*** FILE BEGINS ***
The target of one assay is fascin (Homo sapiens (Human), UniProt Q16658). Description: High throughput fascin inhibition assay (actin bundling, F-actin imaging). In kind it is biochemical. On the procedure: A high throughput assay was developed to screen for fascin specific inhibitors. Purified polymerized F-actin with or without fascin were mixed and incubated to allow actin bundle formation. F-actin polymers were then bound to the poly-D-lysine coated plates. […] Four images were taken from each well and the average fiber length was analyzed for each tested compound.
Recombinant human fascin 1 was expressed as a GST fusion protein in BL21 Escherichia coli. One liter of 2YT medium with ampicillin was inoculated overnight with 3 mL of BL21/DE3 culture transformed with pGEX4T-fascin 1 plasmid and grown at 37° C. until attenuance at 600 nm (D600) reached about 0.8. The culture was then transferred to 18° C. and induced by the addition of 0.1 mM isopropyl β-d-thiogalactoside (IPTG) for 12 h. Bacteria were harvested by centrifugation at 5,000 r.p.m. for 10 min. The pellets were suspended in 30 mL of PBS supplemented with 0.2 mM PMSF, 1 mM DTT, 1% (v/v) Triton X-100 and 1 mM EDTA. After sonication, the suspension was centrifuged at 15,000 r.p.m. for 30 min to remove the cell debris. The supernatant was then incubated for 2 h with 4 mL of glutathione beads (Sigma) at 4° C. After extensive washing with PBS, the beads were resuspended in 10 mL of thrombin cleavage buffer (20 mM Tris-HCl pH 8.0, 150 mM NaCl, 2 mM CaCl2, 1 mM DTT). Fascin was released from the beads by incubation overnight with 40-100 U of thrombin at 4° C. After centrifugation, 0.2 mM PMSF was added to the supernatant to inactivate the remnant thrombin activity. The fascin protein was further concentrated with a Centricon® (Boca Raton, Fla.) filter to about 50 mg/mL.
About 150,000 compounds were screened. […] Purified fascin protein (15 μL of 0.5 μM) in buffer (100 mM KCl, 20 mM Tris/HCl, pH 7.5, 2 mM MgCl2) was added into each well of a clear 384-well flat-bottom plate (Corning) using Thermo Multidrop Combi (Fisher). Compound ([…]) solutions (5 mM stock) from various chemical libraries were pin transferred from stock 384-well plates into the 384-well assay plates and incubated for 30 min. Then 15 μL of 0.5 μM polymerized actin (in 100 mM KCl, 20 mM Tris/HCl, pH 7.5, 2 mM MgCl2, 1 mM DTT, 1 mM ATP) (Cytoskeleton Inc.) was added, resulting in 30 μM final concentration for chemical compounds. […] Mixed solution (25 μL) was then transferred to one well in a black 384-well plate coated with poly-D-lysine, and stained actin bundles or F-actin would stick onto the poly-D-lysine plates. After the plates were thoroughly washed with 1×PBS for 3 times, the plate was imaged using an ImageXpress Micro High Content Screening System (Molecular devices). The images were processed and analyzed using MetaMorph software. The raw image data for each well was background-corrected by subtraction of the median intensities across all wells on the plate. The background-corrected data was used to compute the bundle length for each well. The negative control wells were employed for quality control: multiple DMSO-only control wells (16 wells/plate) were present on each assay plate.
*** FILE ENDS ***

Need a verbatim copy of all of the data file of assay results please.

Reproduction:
The target of one assay is fascin (Homo sapiens (Human), UniProt Q16658). Description: High throughput fascin inhibition assay (actin bundling, F-actin imaging). In kind it is biochemical. On the procedure: A high throughput assay was developed to screen for fascin specific inhibitors. Purified polymerized F-actin with or without fascin were mixed and incubated to allow actin bundle formation. F-actin polymers were then bound to the poly-D-lysine coated plates. […] Four images were taken from each well and the average fiber length was analyzed for each tested compound.
Recombinant human fascin 1 was expressed as a GST fusion protein in BL21 Escherichia coli. One liter of 2YT medium with ampicillin was inoculated overnight with 3 mL of BL21/DE3 culture transformed with pGEX4T-fascin 1 plasmid and grown at 37° C. until attenuance at 600 nm (D600) reached about 0.8. The culture was then transferred to 18° C. and induced by the addition of 0.1 mM isopropyl β-d-thiogalactoside (IPTG) for 12 h. Bacteria were harvested by centrifugation at 5,000 r.p.m. for 10 min. The pellets were suspended in 30 mL of PBS supplemented with 0.2 mM PMSF, 1 mM DTT, 1% (v/v) Triton X-100 and 1 mM EDTA. After sonication, the suspension was centrifuged at 15,000 r.p.m. for 30 min to remove the cell debris. The supernatant was then incubated for 2 h with 4 mL of glutathione beads (Sigma) at 4° C. After extensive washing with PBS, the beads were resuspended in 10 mL of thrombin cleavage buffer (20 mM Tris-HCl pH 8.0, 150 mM NaCl, 2 mM CaCl2, 1 mM DTT). Fascin was released from the beads by incubation overnight with 40-100 U of thrombin at 4° C. After centrifugation, 0.2 mM PMSF was added to the supernatant to inactivate the remnant thrombin activity. The fascin protein was further concentrated with a Centricon® (Boca Raton, Fla.) filter to about 50 mg/mL.
About 150,000 compounds were screened. […] Purified fascin protein (15 μL of 0.5 μM) in buffer (100 mM KCl, 20 mM Tris/HCl, pH 7.5, 2 mM MgCl2) was added into each well of a clear 384-well flat-bottom plate (Corning) using Thermo Multidrop Combi (Fisher). Compound ([…]) solutions (5 mM stock) from various chemical libraries were pin transferred from stock 384-well plates into the 384-well assay plates and incubated for 30 min. Then 15 μL of 0.5 μM polymerized actin (in 100 mM KCl, 20 mM Tris/HCl, pH 7.5, 2 mM MgCl2, 1 mM DTT, 1 mM ATP) (Cytoskeleton Inc.) was added, resulting in 30 μM final concentration for chemical compounds. […] Mixed solution (25 μL) was then transferred to one well in a black 384-well plate coated with poly-D-lysine, and stained actin bundles or F-actin would stick onto the poly-D-lysine plates. After the plates were thoroughly washed with 1×PBS for 3 times, the plate was imaged using an ImageXpress Micro High Content Screening System (Molecular devices). The images were processed and analyzed using MetaMorph software. The raw image data for each well was background-corrected by subtraction of the median intensities across all wells on the plate. The background-corrected data was used to compute the bundle length for each well. The negative control wells were employed for quality control: multiple DMSO-only control wells (16 wells/plate) were present on each assay plate.